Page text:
Does pricey gas make cars safer?
That's a question touched on in an interesting new study published this week by the Governors Highway Safety Assn., which looked at fatalities in 44 states plus the District of Columbia. Overall, the study found that between 2007 and 2008 the total number of fatalities declined in all but four states, led by a 28.5% reduction in mortality in Massachusetts.
But by comparing the percentage change in number of fatalities to percentage change in the number of miles driven in the state — a statistic called Vehicle Miles Driven, or VMT, reported by 22 of the states in question — the study makes it possible to zero in on whether the safety gains are entirely linked to the cost of gas.
How? Because time and again, surveys (and common sense) have shown that when gas is expensive, people drive less; conversely, when gas is cheap, they eat up the miles. Since cars that aren't on the road can't kill their drivers, passengers, other drivers or pedestrians, the theory goes, pricier gas would logically spell fewer fatalities. So: Cheap gas kills. And since high gas prices took a big bite out of VMT last year, it would appear a perfect year to establish that relationship.
At least in theory. Reality would appear a bit more complicated....
Here's what the study found: in 17 of the 22 states reporting fatality and VMT statistics, fatalities decreased substantially more than the decline in miles driven. In Illinois, for example, the number of miles driven decreased by 4%, year over year, but the fatality rate decreased by 16% — four times the rate expected under the pricey petrol postulate. On average, fatalities decreased at more than three times the rate that miles traveled declined.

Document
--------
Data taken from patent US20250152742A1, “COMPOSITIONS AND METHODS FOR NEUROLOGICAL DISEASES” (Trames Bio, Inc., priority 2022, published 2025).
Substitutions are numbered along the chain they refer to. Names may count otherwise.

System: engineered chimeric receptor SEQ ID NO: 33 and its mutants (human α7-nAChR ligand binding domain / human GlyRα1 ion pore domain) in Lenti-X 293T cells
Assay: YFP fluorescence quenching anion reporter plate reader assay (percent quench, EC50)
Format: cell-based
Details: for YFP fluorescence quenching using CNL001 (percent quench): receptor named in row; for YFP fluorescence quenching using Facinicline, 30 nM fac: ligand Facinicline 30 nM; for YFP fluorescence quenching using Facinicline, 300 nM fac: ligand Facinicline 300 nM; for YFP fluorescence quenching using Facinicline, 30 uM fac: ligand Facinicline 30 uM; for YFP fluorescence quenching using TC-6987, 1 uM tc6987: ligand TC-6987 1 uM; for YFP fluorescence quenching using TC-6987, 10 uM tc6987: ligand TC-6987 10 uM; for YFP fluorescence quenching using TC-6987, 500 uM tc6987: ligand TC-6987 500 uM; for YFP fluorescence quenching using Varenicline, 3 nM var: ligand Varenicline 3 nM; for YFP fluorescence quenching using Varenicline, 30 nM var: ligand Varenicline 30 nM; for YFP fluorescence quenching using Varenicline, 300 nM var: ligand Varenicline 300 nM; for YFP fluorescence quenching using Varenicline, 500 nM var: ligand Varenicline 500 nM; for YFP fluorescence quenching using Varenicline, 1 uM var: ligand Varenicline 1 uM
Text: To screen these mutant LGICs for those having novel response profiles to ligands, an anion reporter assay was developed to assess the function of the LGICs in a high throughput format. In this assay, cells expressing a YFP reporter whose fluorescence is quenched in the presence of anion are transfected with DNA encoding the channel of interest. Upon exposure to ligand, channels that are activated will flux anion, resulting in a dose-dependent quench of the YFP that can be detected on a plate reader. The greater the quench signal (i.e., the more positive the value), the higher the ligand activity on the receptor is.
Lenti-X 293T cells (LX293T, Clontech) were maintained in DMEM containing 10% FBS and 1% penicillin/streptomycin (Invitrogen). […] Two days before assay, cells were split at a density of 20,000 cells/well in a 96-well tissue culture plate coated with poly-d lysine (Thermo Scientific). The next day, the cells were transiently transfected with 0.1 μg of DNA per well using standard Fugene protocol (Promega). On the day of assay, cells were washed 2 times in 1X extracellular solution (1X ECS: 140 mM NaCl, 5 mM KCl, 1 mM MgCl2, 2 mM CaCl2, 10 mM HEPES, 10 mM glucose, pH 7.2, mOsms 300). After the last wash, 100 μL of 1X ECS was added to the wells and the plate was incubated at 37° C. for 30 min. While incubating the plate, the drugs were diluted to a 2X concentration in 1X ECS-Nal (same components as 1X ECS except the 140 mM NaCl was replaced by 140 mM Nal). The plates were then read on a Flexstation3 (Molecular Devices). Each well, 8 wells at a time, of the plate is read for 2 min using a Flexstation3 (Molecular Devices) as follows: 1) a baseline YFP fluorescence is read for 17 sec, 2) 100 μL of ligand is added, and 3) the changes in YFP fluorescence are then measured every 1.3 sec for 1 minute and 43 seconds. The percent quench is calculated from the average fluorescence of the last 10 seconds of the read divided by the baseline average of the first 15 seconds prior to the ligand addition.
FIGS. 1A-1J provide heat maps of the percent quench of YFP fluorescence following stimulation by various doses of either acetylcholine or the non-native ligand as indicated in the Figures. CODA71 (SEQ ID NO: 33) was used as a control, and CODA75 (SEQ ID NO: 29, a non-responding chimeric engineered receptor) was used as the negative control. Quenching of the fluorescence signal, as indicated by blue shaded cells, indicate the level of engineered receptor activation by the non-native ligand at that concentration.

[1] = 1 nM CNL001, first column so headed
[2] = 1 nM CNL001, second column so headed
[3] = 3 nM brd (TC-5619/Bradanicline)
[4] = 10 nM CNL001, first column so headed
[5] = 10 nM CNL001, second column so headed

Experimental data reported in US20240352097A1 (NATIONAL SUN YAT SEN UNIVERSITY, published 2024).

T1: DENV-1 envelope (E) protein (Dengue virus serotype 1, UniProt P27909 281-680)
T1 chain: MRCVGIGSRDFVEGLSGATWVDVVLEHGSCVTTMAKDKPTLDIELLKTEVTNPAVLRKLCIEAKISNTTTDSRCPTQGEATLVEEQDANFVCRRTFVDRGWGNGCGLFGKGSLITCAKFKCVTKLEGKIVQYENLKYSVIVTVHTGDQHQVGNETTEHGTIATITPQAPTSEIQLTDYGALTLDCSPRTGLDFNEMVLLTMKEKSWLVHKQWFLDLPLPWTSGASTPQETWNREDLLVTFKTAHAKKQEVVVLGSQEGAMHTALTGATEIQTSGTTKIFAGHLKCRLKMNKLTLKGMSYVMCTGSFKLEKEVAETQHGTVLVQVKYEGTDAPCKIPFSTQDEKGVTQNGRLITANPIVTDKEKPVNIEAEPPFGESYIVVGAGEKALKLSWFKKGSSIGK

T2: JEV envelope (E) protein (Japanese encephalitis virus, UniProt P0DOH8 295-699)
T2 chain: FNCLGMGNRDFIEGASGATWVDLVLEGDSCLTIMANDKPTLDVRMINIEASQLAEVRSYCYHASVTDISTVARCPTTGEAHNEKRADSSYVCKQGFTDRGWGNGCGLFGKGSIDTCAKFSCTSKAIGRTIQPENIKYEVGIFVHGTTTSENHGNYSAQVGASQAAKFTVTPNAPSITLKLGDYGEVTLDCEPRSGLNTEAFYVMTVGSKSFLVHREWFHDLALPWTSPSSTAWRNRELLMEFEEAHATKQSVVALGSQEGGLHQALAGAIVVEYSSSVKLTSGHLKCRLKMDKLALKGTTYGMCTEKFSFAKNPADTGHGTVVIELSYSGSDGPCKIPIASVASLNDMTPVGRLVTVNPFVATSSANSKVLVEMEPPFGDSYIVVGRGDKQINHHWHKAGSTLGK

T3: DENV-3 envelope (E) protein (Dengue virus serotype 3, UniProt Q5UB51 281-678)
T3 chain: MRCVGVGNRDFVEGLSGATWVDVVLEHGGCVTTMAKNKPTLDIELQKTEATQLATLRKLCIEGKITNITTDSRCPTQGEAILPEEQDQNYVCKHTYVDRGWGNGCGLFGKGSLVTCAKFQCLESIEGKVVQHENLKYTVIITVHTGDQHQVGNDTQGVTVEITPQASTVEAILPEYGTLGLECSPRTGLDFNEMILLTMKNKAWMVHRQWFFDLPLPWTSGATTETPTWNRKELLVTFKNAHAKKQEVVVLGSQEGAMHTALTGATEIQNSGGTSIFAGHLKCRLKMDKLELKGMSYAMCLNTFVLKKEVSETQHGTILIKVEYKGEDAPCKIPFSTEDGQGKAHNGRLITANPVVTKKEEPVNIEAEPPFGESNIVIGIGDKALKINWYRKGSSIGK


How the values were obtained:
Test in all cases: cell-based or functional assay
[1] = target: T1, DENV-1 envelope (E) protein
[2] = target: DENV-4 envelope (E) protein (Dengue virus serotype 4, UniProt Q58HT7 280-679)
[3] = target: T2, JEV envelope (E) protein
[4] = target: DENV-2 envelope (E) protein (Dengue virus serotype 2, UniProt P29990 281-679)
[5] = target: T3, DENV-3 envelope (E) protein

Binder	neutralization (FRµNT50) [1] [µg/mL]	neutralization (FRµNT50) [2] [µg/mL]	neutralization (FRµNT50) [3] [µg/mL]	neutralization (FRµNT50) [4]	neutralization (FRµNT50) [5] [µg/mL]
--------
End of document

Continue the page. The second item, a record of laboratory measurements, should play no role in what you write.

The big outliers were Wyoming and New Hampshire, where VMT decreased, but fatalities increased. Also of interest were the roads of Vermont, which was the only state with a VMT increase (a 1% uptick), yet 10.6% more people died there than in 2007.
What is the takeaway from all this? We're not statisticians here at Up To Speed — in fact we barely passed trigonometry and got a C- in calculus — but it would seem to indicate one of three things:
- That there is either a nonlinear, but real, relationship between miles driven and fatality rates. That seems complicated by the fact that states with the largest delta in VMT had fatality declines that were relatively smaller than those with smaller changes in VMT (for example, South Carolina had a 5% dip in VMT and a 15% reduction in fatalities, a 1:3 ratio; in Minnesota, VMT went down only 2%, but fatalities decreased 12%, a 1:6 ratio).
- That fatalities and miles driven are independent of one another. On the face of it, this seems unlikely because there is clearly a relationship to total amount of driving and vehicle-inflicted death. If nobody drives, nobody dies in car wrecks.
- That there is some relationship between the amount of driving done and the total carnage inflicted, but there are other factors out there — independent variables, so to speak — that can raise or lower the death rate regardless of changes in miles driven, such as better safety equipment.
This last one, according to our way of thinking, and the Governors Highway Safety Assn., would seem the most likely. The association's executive director, Barbara Harsha, points a finger at increased seat-belt use and increased enforcement of seat-belt laws as relevant variables.
Another spice in the soup: slower driving speeds. High gas prices may not just cause people to drive less, but more slowly. In Oregon, the average speed was down more than 1 mph last year (who knows how they calculated that). And there's little doubt that slower speeds lead to fewer deaths.
Nowhere was mentioned improved safety systems in automobiles. Can't side-curtain airbags get a little bit of glory?
Photo of a crash-test dummy by athena1970 via Flickr